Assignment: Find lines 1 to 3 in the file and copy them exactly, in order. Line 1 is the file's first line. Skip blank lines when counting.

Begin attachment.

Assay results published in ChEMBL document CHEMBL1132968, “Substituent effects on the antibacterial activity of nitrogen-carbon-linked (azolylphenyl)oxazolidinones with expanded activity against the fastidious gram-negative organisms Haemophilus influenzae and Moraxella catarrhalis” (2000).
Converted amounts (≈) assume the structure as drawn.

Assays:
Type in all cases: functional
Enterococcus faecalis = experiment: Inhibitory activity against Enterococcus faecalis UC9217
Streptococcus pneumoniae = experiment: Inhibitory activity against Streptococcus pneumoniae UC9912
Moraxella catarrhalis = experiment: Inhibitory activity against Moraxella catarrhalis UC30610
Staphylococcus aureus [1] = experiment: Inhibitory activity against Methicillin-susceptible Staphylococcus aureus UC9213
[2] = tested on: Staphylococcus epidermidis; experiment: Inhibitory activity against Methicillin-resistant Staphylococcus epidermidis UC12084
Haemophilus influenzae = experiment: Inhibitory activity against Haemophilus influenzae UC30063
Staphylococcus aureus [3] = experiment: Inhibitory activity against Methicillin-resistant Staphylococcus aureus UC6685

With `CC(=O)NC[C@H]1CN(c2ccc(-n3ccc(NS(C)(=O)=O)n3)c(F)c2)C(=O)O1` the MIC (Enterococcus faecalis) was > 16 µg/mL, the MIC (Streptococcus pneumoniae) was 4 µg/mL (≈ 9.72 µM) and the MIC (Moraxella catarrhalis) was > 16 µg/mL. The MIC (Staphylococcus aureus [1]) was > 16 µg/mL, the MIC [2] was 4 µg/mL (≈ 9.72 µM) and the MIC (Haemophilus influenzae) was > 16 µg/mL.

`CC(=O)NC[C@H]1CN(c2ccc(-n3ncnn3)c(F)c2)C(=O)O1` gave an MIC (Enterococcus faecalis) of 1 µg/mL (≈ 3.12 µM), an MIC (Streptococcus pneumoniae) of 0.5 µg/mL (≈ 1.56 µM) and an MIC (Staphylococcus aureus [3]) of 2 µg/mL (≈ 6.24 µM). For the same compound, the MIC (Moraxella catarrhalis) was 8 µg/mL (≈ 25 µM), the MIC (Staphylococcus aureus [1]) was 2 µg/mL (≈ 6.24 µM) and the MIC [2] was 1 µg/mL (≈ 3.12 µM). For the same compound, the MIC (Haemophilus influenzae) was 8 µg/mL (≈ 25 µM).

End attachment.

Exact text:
Assay results published in ChEMBL document CHEMBL1132968, “Substituent effects on the antibacterial activity of nitrogen-carbon-linked (azolylphenyl)oxazolidinones with expanded activity against the fastidious gram-negative organisms Haemophilus influenzae and Moraxella catarrhalis” (2000).
Converted amounts (≈) assume the structure as drawn.

Assays: